The story progresses smoothly and it is truly an enjoyable book to read. I very highly recommend Water for Elephants and am asking myself why on earth did I wait so long to read it? rating 5

"...The novel, told in flashback by nonagenarian Jacob Jankowski, recounts the wild and wonderful period he spent with the Benzini Brothers Most Spectacular Show on Earth, a traveling circus he joined during the Great Depression. When 23-year-old Jankowski learns that his parents have been killed in a car crash, leaving him penniless, he drops out of Cornell veterinary school and parlays his expertise with animals into a job with the circus, where he cares for a menagerie of exotic creatures, including an elephant who only responds to Polish commands. He also falls in love with Marlena, one of the show's star performers-a romance complicated by Marlena's husband, the unbalanced, sadistic circus boss who beats both his wife and the animals Jankowski cares for. Despite her often clich d prose and the predictability of the story's ending, Gruen skillfully humanizes the midgets, drunks, rubes and freaks who populate her book. (May 26) Copyright 2006 Reed Business Information."

" 'The disaster March...means something's gone bad - real bad... Could be anything - fire in the big top, stampede, whatever...The poor rubes probably don't even know it yet.' "

"I knew how important it was to keep her secret, and keep it I did - for the rest of her life and beyond. In seventy years, I've never told a blessed soul."

"Either there's been an accident of there's roadwork, because a gaggle of old ladies is glued to the window at the end of the hall like children or jailbirds. They're spidery and frail, their hair as fine as mist. Most of them are a good decade younger than me, and this astounds me."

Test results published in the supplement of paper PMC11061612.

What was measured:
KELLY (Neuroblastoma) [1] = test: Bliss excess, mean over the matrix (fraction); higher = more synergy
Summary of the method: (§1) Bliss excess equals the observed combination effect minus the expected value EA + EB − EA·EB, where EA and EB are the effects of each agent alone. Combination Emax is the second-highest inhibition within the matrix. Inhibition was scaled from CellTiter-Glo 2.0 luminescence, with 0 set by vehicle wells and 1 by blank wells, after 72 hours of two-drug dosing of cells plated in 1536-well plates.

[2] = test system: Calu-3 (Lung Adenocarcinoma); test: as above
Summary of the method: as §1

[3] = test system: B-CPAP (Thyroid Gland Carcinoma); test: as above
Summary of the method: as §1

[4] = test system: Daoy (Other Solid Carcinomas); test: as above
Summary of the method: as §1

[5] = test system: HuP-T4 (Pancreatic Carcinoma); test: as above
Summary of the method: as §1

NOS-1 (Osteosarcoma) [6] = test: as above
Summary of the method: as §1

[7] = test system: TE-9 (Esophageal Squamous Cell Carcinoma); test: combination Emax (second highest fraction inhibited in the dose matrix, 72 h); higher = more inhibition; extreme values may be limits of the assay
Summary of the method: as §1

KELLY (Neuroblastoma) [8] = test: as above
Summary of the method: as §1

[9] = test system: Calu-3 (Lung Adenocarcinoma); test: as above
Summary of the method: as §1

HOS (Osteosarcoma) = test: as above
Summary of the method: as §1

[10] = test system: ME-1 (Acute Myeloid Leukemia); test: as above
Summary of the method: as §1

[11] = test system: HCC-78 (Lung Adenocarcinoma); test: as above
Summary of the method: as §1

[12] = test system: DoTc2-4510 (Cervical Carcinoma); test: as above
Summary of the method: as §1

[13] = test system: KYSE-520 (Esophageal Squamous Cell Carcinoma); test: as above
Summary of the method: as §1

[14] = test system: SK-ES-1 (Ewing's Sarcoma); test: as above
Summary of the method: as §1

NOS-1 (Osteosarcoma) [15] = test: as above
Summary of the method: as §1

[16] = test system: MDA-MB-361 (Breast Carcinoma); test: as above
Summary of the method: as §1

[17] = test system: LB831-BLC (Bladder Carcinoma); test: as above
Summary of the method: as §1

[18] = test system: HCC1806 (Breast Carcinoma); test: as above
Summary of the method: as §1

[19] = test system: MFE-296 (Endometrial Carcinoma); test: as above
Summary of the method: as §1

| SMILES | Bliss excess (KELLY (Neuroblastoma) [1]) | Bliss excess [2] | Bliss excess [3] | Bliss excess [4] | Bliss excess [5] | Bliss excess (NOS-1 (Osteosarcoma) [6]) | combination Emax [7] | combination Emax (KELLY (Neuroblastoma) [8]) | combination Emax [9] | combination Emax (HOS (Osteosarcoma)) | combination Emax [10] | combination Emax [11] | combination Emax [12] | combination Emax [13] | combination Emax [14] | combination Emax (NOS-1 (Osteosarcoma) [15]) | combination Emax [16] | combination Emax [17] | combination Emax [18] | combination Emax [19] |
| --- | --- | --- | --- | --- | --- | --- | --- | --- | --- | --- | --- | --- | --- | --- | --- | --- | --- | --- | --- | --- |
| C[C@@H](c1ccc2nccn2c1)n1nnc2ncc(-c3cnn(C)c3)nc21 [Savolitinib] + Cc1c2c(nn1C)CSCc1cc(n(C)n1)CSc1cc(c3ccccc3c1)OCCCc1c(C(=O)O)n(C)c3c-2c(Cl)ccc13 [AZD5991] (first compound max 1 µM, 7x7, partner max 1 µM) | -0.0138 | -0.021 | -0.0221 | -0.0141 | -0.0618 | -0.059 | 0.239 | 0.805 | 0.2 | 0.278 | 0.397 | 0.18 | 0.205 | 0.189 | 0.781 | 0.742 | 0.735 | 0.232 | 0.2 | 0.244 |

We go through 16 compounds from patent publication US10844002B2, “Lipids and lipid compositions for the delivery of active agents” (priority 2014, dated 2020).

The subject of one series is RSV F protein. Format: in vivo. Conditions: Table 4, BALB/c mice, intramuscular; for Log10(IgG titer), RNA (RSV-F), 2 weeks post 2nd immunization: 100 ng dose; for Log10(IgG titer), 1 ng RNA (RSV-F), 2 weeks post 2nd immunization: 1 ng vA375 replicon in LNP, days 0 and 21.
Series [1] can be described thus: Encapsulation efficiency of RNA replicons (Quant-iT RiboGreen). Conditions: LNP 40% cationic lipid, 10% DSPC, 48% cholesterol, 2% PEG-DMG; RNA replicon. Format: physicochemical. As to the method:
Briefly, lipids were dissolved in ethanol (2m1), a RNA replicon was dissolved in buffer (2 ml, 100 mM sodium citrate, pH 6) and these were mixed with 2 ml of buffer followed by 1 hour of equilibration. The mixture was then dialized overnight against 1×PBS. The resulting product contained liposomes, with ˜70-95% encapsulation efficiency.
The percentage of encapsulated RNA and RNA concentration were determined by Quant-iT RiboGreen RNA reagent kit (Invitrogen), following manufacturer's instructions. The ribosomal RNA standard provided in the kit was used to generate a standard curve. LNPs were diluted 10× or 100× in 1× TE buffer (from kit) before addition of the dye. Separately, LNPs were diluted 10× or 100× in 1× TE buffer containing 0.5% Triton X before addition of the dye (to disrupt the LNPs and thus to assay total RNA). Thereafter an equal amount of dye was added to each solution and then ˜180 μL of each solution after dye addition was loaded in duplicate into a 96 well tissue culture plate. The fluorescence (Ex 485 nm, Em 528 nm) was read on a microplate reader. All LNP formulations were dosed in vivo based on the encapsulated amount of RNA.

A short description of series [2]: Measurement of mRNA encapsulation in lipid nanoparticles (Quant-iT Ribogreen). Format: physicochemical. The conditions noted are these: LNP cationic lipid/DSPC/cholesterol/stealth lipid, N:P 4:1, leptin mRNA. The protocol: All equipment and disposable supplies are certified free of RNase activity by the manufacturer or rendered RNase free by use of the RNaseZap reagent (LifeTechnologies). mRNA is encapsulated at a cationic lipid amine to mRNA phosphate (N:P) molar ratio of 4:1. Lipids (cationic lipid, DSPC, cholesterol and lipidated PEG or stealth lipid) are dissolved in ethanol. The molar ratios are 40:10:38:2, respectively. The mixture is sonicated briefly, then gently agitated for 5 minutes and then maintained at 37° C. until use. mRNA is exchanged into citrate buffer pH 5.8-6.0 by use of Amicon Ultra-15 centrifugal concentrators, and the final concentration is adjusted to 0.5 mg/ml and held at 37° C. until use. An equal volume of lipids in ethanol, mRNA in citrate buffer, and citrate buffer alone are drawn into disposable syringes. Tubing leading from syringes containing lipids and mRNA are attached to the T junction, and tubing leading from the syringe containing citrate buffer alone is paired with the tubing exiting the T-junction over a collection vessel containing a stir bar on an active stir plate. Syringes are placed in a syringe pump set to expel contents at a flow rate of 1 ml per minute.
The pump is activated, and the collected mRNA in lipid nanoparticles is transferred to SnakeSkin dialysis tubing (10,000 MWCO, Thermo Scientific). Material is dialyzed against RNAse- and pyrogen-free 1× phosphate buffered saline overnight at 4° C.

" 'You didn't just jump a train, boy. You done jumped the Flying Squadron of the Benzini Brother's Most Spectacular Show on Earth.' "

"And to this day I have no idea who they were. I know my children, don't get me wrong - but these are not my children. These are the children of my children, and their children, too, and maybe even theirs... You multiply five by four and then by five again, and it's no wonder I forget how some of them fit in."

"My brain is like a universe whose gases get thinner and thinner at the edges. But it doesn't dissolve into nothingness. I can sense something out there, just beyond my grasp, hovering, waiting..."

Tuesday, January 8, 2008

Into the Wild

Into the Wild by Jon Krakauer is a nonfiction account of the wandering pilgrimage of Chris McCandless that eventually lead him to his tragic death in the Alaska wilderness in 1992. Originally published in 1996, my paperback copy is 207 pages. This is an excellent book and I highly recommend it. After I finished it I wondered why I put off reading it for so long, especially since I also really enjoyed Krakauer's Into Thin Air and Under the Banner of Heaven.
The story of McCandless is introduced right on the cover of my edition with the following words: "In April 1992, a young man from a well-to-do family hitchhiked to Alaska and walked alone into the wilderness north of Mt. McKinley. He had given $25,000 in savings to a charity, abandoned his car and most of his possessions, burned all the cash in his wallet and invented a life for himself. Four months later, his decomposed body was found by a moose hunter...." Rating: 4.5

From Amazon: